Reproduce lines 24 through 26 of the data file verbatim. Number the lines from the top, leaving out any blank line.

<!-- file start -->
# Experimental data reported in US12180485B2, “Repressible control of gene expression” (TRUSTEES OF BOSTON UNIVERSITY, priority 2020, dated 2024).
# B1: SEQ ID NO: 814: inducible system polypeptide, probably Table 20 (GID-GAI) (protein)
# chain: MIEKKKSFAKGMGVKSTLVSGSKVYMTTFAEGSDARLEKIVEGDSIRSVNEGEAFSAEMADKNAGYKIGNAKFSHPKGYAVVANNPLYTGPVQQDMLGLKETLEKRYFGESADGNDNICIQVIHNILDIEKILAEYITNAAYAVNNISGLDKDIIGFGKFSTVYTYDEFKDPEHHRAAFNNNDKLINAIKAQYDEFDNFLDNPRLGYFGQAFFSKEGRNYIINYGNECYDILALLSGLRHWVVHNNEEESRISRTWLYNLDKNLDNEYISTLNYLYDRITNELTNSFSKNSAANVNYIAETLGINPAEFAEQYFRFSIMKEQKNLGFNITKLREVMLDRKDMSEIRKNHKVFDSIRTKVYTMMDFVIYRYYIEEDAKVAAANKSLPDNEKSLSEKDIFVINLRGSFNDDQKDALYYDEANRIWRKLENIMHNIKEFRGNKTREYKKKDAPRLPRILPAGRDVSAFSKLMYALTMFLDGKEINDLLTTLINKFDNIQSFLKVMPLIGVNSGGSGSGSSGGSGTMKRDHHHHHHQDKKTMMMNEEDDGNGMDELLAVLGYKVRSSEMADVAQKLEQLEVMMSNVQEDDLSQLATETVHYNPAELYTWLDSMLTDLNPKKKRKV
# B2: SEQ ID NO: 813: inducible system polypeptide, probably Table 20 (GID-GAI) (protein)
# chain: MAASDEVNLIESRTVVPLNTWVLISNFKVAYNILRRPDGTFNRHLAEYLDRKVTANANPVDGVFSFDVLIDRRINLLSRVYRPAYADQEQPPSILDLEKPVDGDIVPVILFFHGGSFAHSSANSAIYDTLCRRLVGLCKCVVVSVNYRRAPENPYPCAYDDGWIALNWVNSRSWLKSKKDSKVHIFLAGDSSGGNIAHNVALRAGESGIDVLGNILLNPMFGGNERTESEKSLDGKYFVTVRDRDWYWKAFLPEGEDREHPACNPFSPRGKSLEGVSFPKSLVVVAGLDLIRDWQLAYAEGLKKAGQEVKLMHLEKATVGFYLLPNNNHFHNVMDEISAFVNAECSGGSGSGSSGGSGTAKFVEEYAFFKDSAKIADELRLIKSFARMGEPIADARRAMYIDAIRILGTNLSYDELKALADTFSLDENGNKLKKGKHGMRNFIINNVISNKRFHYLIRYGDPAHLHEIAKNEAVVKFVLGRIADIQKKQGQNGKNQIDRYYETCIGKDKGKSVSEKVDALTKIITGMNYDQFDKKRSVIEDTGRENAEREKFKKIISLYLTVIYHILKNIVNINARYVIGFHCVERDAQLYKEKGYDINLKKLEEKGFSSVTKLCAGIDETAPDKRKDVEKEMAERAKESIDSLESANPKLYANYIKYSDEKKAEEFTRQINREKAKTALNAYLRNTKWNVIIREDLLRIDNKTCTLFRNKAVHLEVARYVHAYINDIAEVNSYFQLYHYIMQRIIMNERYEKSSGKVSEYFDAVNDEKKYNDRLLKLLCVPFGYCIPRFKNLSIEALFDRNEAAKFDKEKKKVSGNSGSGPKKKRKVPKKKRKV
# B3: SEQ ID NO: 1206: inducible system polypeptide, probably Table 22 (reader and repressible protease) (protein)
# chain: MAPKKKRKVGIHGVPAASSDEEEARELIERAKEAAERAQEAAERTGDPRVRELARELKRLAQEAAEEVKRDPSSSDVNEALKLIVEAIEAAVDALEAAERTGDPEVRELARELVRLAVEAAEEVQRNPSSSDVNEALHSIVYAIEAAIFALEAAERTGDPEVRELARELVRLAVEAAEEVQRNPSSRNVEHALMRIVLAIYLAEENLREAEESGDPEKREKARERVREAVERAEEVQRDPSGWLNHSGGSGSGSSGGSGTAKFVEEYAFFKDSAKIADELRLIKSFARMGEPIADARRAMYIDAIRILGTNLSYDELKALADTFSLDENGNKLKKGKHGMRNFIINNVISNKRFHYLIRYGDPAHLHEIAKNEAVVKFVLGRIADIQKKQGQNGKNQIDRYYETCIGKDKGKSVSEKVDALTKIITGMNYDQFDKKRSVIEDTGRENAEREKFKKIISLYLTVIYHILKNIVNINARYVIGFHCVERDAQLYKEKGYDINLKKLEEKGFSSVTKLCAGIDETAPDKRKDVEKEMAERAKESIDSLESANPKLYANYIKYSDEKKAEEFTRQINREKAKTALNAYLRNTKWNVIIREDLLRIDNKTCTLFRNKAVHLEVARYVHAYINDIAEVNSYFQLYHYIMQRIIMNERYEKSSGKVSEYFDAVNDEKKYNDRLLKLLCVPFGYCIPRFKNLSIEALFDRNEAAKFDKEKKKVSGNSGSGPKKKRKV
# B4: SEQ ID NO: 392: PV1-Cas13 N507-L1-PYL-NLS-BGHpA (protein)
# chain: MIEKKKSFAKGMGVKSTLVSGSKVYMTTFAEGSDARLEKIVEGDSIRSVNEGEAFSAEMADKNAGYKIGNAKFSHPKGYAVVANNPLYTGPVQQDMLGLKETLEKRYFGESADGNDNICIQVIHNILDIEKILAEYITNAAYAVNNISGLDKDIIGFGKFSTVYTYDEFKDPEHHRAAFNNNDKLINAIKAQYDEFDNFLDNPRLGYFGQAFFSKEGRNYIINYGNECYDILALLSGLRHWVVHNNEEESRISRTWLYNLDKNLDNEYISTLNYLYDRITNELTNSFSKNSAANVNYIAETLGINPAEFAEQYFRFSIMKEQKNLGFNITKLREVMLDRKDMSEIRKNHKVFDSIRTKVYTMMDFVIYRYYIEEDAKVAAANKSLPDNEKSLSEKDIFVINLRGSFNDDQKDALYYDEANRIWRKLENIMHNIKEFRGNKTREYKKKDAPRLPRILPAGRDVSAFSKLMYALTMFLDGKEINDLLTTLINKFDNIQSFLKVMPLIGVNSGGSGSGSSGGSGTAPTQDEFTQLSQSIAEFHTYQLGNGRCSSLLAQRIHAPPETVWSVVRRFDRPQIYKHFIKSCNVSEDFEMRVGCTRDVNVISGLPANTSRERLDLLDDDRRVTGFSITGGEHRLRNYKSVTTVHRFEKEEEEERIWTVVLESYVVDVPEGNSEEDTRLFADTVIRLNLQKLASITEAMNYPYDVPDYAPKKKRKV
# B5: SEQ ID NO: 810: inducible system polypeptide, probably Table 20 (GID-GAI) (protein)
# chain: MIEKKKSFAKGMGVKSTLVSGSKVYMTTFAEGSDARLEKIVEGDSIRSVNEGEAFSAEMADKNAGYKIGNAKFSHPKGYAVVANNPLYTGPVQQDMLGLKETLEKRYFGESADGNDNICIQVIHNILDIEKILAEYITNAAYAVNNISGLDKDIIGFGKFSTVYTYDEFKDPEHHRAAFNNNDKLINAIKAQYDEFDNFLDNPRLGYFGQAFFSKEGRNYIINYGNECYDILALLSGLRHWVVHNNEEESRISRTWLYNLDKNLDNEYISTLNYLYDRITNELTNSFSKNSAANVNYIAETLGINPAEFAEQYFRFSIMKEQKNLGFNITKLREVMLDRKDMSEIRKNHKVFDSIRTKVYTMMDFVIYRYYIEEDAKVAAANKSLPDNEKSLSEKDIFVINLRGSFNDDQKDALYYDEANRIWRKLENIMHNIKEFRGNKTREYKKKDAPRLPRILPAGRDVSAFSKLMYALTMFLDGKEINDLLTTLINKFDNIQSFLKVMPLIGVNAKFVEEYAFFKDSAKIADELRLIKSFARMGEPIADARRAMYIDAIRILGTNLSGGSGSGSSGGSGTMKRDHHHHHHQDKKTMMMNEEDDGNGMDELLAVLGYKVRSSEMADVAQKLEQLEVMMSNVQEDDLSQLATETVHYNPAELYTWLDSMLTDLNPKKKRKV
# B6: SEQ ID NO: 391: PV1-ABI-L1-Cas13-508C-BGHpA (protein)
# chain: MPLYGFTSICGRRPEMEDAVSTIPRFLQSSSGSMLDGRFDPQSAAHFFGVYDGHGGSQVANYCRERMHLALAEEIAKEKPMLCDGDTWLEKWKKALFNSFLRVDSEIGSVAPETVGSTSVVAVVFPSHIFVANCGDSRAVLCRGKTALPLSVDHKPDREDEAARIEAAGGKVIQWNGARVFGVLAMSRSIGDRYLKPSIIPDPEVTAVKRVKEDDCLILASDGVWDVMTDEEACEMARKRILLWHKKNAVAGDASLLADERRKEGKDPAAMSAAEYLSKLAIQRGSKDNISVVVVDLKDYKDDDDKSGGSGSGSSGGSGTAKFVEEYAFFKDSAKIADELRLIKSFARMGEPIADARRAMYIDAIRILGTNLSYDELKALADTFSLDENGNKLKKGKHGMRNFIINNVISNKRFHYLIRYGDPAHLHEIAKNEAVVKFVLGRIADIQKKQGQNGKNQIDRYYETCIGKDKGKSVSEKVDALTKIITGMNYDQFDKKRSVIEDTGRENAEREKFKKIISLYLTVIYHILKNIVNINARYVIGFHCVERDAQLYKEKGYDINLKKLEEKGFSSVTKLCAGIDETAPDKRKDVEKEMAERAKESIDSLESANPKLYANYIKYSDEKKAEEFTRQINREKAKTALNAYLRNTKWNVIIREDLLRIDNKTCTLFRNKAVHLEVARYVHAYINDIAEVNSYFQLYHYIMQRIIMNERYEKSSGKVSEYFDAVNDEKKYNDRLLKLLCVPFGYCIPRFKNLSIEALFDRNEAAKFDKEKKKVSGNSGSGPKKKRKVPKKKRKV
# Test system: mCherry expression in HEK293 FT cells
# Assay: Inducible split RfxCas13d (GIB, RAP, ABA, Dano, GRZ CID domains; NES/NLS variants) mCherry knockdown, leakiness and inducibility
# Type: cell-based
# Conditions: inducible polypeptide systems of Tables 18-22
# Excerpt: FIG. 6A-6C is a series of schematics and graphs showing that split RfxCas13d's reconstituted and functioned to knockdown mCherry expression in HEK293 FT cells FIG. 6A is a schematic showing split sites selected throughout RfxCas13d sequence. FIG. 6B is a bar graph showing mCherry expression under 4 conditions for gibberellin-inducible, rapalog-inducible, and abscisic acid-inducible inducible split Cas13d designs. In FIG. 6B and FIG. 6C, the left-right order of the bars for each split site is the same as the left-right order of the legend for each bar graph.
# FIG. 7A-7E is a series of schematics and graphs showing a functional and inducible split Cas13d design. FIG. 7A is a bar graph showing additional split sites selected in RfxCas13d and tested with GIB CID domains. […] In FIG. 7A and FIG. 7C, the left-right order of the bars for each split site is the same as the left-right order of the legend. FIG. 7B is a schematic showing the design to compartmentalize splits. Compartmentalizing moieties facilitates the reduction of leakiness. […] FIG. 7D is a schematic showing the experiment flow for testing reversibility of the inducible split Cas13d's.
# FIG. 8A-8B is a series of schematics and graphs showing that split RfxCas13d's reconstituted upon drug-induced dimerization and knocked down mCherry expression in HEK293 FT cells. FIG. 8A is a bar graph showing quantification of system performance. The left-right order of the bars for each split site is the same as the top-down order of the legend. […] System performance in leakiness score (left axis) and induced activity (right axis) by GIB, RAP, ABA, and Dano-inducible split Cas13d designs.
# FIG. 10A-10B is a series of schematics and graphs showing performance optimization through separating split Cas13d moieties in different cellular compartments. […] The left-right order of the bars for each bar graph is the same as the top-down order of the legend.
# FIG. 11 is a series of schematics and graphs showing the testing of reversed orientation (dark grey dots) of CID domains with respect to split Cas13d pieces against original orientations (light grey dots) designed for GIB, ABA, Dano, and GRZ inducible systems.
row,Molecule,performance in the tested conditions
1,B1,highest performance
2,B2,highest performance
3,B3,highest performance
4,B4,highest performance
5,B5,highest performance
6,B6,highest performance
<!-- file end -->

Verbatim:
1,B1,highest performance
2,B2,highest performance
3,B3,highest performance